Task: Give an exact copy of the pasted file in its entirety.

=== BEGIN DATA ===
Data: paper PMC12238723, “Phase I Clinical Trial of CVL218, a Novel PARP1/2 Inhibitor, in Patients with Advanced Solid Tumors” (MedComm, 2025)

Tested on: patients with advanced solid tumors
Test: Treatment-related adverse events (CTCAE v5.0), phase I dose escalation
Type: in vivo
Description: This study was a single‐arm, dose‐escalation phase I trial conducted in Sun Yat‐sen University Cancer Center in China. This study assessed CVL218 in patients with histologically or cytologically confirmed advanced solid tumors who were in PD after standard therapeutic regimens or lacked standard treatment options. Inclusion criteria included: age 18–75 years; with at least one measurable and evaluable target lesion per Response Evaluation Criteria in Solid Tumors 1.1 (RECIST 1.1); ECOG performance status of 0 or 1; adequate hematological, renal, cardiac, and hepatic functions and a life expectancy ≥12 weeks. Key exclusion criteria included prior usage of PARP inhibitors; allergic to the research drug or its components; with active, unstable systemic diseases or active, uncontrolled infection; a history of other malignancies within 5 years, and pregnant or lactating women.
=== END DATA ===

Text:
Data: paper PMC12238723, “Phase I Clinical Trial of CVL218, a Novel PARP1/2 Inhibitor, in Patients with Advanced Solid Tumors” (MedComm, 2025)

Tested on: patients with advanced solid tumors
Test: Treatment-related adverse events (CTCAE v5.0), phase I dose escalation
Type: in vivo
Description: This study was a single‐arm, dose‐escalation phase I trial conducted in Sun Yat‐sen University Cancer Center in China. This study assessed CVL218 in patients with histologically or cytologically confirmed advanced solid tumors who were in PD after standard therapeutic regimens or lacked standard treatment options. Inclusion criteria included: age 18–75 years; with at least one measurable and evaluable target lesion per Response Evaluation Criteria in Solid Tumors 1.1 (RECIST 1.1); ECOG performance status of 0 or 1; adequate hematological, renal, cardiac, and hepatic functions and a life expectancy ≥12 weeks. Key exclusion criteria included prior usage of PARP inhibitors; allergic to the research drug or its components; with active, unstable systemic diseases or active, uncontrolled infection; a history of other malignancies within 5 years, and pregnant or lactating women.